• I'm still winning with 1 key stroke though :) On a more serious note, if you really need something fast in vim, learning how to .vimrc is useful. – Tim Jun 9 '13 at 17:41
  • It would also be good to have a complete map example instead of telling the OP to go look it up. Since if you can't find it how is the OP supposed to? – FDinoff Jun 9 '13 at 17:43
  • 1
    You're not "winning" anything since you'd have to move away from your homerow. Additionally, you can't use this on someone elses config or even vi, if you happen to use it. You're really not saving any time. If anything, use C-end as mentioned by hobbs. – timss Jun 9 '13 at 17:43
  • I agree with the comments here, but I cleaned up the mapping for you – D. Ben Knoble Dec 27 '19 at 13:34

I have been looking for the way to move the cursor to the end of a line and then edit on a mac terminal, here was how it worked for me. Exit your edit mode, type in g_(that's 'g' then underscore with no colon in the front), then simply press the 'a' key so you could "add" code to your scripts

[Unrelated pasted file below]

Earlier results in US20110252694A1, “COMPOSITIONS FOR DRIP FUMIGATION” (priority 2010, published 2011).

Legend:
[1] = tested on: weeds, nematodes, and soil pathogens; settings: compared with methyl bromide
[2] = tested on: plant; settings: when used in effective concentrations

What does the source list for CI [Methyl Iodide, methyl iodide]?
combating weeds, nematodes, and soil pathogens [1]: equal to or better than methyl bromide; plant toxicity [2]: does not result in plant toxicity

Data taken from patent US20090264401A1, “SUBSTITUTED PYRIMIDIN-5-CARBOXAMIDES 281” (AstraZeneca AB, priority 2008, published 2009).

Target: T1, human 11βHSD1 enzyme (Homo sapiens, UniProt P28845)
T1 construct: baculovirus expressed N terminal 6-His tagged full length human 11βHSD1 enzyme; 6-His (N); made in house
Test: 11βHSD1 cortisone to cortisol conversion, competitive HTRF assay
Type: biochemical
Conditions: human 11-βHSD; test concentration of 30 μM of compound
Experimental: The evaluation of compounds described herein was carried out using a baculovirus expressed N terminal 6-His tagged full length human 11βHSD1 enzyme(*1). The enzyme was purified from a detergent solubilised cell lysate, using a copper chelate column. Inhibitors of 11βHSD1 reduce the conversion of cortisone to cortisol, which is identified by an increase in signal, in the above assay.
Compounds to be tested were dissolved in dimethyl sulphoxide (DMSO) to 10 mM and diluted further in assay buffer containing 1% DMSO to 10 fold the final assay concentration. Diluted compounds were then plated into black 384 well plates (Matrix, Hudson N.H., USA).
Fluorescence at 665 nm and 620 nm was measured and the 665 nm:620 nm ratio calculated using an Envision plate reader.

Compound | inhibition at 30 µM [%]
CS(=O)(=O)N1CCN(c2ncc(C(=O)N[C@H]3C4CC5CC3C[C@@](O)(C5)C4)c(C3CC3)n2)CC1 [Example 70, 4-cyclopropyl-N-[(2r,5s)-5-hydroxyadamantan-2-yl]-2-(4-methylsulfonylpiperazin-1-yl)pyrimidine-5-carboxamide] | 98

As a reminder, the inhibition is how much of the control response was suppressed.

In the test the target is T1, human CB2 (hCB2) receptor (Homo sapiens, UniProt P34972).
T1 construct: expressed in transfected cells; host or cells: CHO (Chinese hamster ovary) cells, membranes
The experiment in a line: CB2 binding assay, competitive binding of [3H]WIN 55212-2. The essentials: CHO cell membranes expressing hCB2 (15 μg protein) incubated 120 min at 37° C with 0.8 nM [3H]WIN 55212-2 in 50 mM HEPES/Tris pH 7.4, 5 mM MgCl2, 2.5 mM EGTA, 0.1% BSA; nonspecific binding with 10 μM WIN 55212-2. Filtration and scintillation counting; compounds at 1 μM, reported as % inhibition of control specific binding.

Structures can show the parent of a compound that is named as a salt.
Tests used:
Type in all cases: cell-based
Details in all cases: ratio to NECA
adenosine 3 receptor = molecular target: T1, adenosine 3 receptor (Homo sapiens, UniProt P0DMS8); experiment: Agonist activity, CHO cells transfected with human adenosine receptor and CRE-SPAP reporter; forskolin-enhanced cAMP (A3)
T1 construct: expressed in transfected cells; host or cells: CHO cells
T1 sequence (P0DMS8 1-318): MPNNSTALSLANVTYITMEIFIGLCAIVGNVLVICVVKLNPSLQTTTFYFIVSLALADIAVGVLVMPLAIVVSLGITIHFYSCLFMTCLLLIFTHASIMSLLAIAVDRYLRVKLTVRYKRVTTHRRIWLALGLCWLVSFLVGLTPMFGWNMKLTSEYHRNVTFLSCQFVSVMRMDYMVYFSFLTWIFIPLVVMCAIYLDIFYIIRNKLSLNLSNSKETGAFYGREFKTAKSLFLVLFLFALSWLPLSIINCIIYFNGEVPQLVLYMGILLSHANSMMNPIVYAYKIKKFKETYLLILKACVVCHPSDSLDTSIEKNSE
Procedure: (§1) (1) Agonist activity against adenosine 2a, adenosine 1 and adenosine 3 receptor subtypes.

• Were you perhaps looking for A? – D. Ben Knoble Dec 27 '19 at 13:35
  • that’s odd, A is basically equivalent to $a – D. Ben Knoble Feb 19 '20 at 19:49

Another alternative:

:call cursor('.',strwidth(getline('.')))

This is may be useful if you're writing a function. Another situation would be when I need to open a specific template and jump to end of first line, I can do:

vi +"call cursor('.',strwidth(getline(1)))"  notetaking_template.txt

The above could also be done with

vi +"execute ':normal! $'" notetaking_template.txt

See also:

vim - Get length of the current line


If you want to paste some clipboard content at the end of the file type:

:$ put +

$ ............ last line
put .......... paste 
+ ............ clipboard